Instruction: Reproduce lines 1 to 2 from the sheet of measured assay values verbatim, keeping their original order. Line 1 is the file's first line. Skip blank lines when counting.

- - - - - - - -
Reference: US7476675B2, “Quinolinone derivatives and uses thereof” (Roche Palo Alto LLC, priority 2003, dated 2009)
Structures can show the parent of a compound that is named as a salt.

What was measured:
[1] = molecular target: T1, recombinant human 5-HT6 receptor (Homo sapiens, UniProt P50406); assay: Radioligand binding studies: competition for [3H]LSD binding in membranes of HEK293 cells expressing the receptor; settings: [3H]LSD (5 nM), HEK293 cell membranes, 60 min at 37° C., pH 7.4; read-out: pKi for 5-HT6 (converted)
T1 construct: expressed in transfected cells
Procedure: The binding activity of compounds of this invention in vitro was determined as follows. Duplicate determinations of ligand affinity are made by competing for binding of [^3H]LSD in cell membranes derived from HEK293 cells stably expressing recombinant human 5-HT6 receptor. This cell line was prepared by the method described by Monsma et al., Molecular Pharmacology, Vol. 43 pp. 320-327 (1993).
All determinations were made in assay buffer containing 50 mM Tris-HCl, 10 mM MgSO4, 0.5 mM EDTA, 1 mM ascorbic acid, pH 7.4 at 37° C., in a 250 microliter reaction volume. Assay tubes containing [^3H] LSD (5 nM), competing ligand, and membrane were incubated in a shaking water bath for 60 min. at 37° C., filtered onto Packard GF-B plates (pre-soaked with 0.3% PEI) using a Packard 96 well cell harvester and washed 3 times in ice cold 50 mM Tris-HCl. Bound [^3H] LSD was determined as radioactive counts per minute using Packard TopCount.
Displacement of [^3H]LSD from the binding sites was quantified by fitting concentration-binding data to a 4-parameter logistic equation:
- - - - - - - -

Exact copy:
Reference: US7476675B2, “Quinolinone derivatives and uses thereof” (Roche Palo Alto LLC, priority 2003, dated 2009)
Structures can show the parent of a compound that is named as a salt.